Tips for resolving conflict between roommates

Photo+by+Ben+Erickson+%2Fbenjamin.erickson%40marquette.edu

Photo by Ben Erickson /benjamin.erickson@marquette.edu

Brittany Carloni, General Assignment Reporter

Robert Weiss, professional studies professor and Marquette expert in conflict mediation, has a three-step approach to handling roommate disagreements that he calls PBR.

PBR stands for pause, breathe and relax. Weiss said it’s useful for conflicts where emotions dominate the conversation.

Conflict occurs for many, many different reasons, however, I think it’s important to learn to try and rise above the content of the conflict and deal with the process of the relationship,” Weiss said.

Weiss said beginning with a pause gives students the chance to separate themselves from their emotions. Once that is accomplished, students can focus next on breathing. Relaxation naturally follows.

“Instead of getting tense and pumping adrenaline into your body, you’re pausing a story, you’re breathing, which is getting more oxygen to the brain and you’re relaxing the body, which helps to relax the fight-or-flight reaction,” Weiss said.

After implementing the formula, Weiss said trying to smile will continue reducing tension in the body. Then the roommates can talk about options available to them.

Weiss said respect is an important part of addressing conflict between roommates because it helps continue the conversation and makes it easier to listen.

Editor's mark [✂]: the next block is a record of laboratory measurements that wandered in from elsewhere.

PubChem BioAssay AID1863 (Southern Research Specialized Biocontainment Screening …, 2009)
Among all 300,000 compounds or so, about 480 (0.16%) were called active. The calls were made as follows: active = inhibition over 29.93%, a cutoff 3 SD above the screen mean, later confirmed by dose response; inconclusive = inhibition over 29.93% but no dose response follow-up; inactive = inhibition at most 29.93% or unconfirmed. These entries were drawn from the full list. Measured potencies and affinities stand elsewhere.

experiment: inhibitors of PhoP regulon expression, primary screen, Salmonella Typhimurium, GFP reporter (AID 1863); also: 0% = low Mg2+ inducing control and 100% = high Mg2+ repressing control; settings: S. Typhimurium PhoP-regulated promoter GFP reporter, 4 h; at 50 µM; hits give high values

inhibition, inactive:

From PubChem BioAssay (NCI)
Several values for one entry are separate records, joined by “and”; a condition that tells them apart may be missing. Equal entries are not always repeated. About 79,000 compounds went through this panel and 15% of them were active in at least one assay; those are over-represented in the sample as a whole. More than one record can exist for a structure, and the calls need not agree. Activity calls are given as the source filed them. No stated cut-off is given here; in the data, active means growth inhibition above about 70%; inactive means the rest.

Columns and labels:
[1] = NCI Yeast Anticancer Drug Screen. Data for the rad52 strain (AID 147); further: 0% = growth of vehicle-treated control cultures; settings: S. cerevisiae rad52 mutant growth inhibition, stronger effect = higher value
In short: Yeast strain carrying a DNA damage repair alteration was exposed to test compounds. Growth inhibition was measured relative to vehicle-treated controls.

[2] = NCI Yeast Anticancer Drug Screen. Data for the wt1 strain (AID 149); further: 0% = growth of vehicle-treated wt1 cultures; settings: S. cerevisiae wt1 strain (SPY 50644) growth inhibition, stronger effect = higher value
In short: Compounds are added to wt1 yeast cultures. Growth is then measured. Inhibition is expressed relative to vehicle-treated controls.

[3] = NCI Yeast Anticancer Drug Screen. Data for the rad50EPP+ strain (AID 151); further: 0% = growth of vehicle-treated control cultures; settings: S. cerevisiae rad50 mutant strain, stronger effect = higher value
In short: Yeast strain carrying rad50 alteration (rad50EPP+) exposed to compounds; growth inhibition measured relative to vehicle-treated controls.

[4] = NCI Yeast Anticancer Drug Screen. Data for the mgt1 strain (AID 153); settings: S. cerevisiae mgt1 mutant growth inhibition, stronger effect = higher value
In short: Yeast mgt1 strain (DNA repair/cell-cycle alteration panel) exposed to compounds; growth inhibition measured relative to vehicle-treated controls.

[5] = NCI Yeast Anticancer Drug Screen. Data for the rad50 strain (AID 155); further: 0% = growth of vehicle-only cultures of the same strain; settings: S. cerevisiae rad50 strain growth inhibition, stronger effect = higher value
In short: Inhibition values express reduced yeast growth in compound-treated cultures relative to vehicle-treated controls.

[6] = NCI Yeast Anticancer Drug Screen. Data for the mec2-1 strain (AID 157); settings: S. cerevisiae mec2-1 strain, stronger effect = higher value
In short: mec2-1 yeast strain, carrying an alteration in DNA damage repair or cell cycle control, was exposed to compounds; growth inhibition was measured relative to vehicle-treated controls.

“Even if I don’t agree with what you want to do or the reasoning why you want to do it, it is still important to respect the dignity and worth of each person,” Weiss said.

If a roommate conflict seems impossible to resolve, Christine Harris Taylor, Title IX coordinator and former dispute resolution associate professor, said it’s important to immediately listen to underlying issues that aren’t being addressed.

“Most people are conflict-avoidant,” Harris Taylor said in an email. “They would rather ignore the issue than address it. As one of my colleagues would say, ‘conflict will end some way, somehow and some time.’”

Taylor said it may be beneficial to involve someone experienced with resolving conflicts to observe the underlying issues in a conflict between roommates.

“On the surface the issue may be that one roommate is a complete slob and their dirty clothes and dishes are all over the room or the apartment,” Harris Taylor said in an email. “However, the underlying issue may be that the other roommate feels disrespected or marginalized.”

Weiss said understanding why we get upset and using the ability to reason through conflicts without getting angry will help students see the best in each other.

“We’re at Marquette to get you an education,” Weiss said. “One of the things we can gain in our education is learning about how to get along better with each other.”